Boozing Mammal Drinks "Beer" Every Night, Study Finds
for National Geographic News
|July 29, 2008|
A taste for naturally fermented palm "beer" has turned a tiny Malaysian mammal into a chronic boozer, a new study shows.
The pen-tailed tree shrew is the first non-human mammal known to display alcoholic behavior.
What's more, the rat-size animal never gets drunk during its nonstop jungle jamborees.
(Read: "Elephants Drunk in the Wild? Scientists Put the Myth to Rest" [December 19, 2005].)
Because the species is considered similar to the ancient ancestors of all primates, its 55-million-year bender suggests that our own taste for alcohol might predate the known advent of brewing some 9,000 years ago.
"The circumstances in which these tree shrews consume alcohol could be similar to past scenarios of human evolution in pre-primate or early primate stages [and] could somehow be a link to human alcohol consumption," said study lead author Frank Wiens, a biologist at the University of Bayreuth, Germany.
Wiens and colleagues' findings were published in Proceedings of the National Academy of Sciences.
The flowers of the bertam palm produce nectar which naturally ferments—with the aid of several yeast species—to a 3.8 percent alcohol strength, similar to that of many beers.
Because the plant flowers nearly year-round, its rain forest bar is always open, and the pen-tailed tree shrew—along with several other local mammal species—are regulars.
The animals spend an average of two hours per night sipping the nectar, which appears to be their primary food source. To test the animals' alcohol consumption, Wiens and colleagues tested the animals' hair samples for ethyl glucuronide and found that the tree shrews consume alcohol at rates that would be dangerous to most mammals.
The tree shrews appear to have more efficient ways of metabolizing alcohol than humans, so they avoid getting drunk. Inebriation would be dangerous for small, potentially tasty mammals, Wiens said.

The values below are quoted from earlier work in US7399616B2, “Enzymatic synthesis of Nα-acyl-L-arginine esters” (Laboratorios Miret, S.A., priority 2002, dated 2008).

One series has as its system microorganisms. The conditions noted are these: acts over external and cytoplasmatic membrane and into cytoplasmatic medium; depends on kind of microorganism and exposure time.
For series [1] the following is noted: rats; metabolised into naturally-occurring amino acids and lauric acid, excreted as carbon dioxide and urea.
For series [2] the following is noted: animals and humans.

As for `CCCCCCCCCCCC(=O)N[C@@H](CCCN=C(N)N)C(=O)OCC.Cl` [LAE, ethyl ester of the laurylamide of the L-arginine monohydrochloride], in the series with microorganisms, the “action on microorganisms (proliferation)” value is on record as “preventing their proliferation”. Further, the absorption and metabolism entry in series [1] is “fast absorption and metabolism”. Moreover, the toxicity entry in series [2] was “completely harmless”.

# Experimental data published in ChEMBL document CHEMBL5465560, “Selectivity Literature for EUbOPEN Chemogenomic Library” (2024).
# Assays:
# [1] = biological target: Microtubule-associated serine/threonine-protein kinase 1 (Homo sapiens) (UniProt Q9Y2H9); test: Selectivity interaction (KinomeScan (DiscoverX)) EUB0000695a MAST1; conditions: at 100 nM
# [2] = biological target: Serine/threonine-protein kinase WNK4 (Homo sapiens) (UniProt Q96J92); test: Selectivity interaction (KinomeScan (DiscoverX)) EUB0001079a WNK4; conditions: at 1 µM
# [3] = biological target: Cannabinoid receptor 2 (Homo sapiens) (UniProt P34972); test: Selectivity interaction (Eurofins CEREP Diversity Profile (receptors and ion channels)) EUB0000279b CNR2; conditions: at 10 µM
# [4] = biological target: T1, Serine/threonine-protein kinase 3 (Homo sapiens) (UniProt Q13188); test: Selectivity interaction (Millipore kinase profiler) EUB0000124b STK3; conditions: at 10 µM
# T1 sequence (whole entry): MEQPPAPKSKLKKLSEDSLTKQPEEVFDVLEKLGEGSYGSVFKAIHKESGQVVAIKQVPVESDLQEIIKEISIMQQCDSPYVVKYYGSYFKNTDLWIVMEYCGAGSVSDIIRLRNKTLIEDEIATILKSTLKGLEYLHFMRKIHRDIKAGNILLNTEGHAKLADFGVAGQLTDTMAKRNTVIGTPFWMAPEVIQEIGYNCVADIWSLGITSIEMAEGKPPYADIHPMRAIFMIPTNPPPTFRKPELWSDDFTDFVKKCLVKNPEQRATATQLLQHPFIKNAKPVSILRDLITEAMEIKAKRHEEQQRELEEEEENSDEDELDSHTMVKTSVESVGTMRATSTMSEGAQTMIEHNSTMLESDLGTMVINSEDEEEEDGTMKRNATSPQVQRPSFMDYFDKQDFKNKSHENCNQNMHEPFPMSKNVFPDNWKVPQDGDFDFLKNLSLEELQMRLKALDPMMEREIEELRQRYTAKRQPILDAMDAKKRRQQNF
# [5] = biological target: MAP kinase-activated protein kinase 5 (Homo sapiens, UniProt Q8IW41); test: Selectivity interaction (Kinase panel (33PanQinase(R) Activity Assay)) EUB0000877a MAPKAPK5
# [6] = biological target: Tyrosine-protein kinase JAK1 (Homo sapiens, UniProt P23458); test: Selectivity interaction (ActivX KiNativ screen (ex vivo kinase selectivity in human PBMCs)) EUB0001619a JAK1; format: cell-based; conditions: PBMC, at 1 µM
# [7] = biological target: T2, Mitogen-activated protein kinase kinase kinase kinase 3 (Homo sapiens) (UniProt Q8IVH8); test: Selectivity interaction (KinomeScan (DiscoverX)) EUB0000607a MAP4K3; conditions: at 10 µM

"This is a stable ecological relationship for millions of years, and it doesn't make sense to have inebriation in this system. Inebriation would increase the risk for these small animals to be killed by a predator."
But Wiens notes that just because the animals are not drunk doesn't mean that their boozing has no consequences.
"If [they] avoid inebriation, I still suspect that alcohol has some very specific effects on their brain and behavior," he said.
To Your Health?
Wiens also suggests that the 55-million-year binge probably confers some advantages to both the tree shrew and plant.
Alcohol production appears critical to the palms' reproduction because it entices tree shrews to pollinate their flowers.
"If alcohol is crucial for an ecological relationship [like the pollinator relationship], then it should also exert some sort of beneficial effect to the animals and we can only speculate on those effects," Wiens said.
Robert Dudley, a physiologist at the University of California, Berkeley, also suggested several hypotheses.
"We know that alcoholism is very detrimental," Dudley said.
"But there are some positive features of low-level alcohol consumption, like protection against cardiovascular risk," he said.
"Another [possibility] is the aperitif effect that has been well described in humans. It may stimulate feeding and increase overall caloric intake."
The tree shrew's drinking habits could cast human alcohol use in an entirely new light.
Despite their name, tree shrews are thought to be similar to the ancient ancestors of all primates, including humans, which existed some 55 million years ago.
It's often assumed that humans did not drink alcohol—or had only a bit of low-dose naturally fermented brew—before the believed advent of brewing about 9,000 years ago.
(Read: "9,000-Year-Old Beer Re-Created From Chinese Recipe" [July 18, 2005].)
But it's possible that our ancient ancestors were chronic drinkers, like the tree shrew, very early in primate evolution, experts say.
"There [may be] some evolutionary background to human drinking that goes much farther back than the invention of brewing," Wiens said.
Dudley of UC-Berkeley agreed.
"If we look at human ancestors [and recent relatives] like chimps and gibbons, they are all eating fruit [and nectar] much of the time," Dudley said.
"So we may have inherited an ancestral association of ethanol intake with caloric gain that would predispose us to drink alcohol."
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